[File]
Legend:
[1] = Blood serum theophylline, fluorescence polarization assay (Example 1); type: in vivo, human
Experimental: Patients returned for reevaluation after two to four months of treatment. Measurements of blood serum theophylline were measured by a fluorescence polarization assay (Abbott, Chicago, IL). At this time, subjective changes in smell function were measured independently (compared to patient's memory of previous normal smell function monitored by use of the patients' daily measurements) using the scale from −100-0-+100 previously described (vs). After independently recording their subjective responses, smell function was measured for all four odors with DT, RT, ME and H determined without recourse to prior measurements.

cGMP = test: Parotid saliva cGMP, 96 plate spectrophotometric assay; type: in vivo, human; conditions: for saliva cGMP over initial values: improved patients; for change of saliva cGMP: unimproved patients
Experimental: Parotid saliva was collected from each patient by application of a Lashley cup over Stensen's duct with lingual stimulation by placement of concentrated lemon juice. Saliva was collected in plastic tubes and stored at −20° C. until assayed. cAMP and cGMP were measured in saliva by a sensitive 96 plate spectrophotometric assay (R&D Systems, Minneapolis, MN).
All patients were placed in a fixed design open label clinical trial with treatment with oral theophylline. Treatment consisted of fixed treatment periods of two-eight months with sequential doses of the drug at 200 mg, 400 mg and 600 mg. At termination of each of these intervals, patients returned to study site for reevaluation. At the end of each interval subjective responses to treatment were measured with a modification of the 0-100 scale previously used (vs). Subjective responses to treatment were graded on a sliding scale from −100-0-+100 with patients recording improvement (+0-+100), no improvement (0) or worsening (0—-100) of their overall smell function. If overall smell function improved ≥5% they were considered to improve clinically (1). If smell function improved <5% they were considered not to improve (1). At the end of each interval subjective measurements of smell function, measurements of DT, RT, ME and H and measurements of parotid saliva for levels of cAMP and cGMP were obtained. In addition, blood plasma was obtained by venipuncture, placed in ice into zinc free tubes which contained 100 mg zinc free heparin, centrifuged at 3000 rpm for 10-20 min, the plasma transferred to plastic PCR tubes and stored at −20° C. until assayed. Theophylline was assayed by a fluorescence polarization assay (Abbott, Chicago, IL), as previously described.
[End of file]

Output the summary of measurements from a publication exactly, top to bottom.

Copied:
Legend:
[1] = Blood serum theophylline, fluorescence polarization assay (Example 1); type: in vivo, human
Experimental: Patients returned for reevaluation after two to four months of treatment. Measurements of blood serum theophylline were measured by a fluorescence polarization assay (Abbott, Chicago, IL). At this time, subjective changes in smell function were measured independently (compared to patient's memory of previous normal smell function monitored by use of the patients' daily measurements) using the scale from −100-0-+100 previously described (vs). After independently recording their subjective responses, smell function was measured for all four odors with DT, RT, ME and H determined without recourse to prior measurements.

cGMP = test: Parotid saliva cGMP, 96 plate spectrophotometric assay; type: in vivo, human; conditions: for saliva cGMP over initial values: improved patients; for change of saliva cGMP: unimproved patients
Experimental: Parotid saliva was collected from each patient by application of a Lashley cup over Stensen's duct with lingual stimulation by placement of concentrated lemon juice. Saliva was collected in plastic tubes and stored at −20° C. until assayed. cAMP and cGMP were measured in saliva by a sensitive 96 plate spectrophotometric assay (R&D Systems, Minneapolis, MN).
All patients were placed in a fixed design open label clinical trial with treatment with oral theophylline. Treatment consisted of fixed treatment periods of two-eight months with sequential doses of the drug at 200 mg, 400 mg and 600 mg. At termination of each of these intervals, patients returned to study site for reevaluation. At the end of each interval subjective responses to treatment were measured with a modification of the 0-100 scale previously used (vs). Subjective responses to treatment were graded on a sliding scale from −100-0-+100 with patients recording improvement (+0-+100), no improvement (0) or worsening (0—-100) of their overall smell function. If overall smell function improved ≥5% they were considered to improve clinically (1). If smell function improved <5% they were considered not to improve (1). At the end of each interval subjective measurements of smell function, measurements of DT, RT, ME and H and measurements of parotid saliva for levels of cAMP and cGMP were obtained. In addition, blood plasma was obtained by venipuncture, placed in ice into zinc free tubes which contained 100 mg zinc free heparin, centrifuged at 3000 rpm for 10-20 min, the plasma transferred to plastic PCR tubes and stored at −20° C. until assayed. Theophylline was assayed by a fluorescence polarization assay (Abbott, Chicago, IL), as previously described.